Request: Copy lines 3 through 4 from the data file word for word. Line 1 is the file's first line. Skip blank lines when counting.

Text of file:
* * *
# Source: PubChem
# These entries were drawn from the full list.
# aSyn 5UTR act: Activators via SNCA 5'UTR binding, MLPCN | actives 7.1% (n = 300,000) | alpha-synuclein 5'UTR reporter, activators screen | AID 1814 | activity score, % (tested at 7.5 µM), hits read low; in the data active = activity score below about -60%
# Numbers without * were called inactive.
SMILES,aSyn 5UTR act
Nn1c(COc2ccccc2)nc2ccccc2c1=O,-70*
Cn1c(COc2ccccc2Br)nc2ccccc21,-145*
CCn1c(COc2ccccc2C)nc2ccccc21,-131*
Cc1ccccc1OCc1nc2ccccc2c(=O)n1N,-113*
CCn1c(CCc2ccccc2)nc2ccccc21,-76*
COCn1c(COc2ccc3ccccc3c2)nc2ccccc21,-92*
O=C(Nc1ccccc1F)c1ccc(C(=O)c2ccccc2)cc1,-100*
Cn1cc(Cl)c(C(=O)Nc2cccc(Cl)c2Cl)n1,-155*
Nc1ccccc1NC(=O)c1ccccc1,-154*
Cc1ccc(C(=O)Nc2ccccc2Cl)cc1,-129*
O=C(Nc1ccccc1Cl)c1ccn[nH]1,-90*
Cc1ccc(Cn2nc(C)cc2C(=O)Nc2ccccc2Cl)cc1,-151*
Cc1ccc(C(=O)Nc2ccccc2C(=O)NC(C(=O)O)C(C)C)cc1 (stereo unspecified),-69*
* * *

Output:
# aSyn 5UTR act: Activators via SNCA 5'UTR binding, MLPCN | actives 7.1% (n = 300,000) | alpha-synuclein 5'UTR reporter, activators screen | AID 1814 | activity score, % (tested at 7.5 µM), hits read low; in the data active = activity score below about -60%
# Numbers without * were called inactive.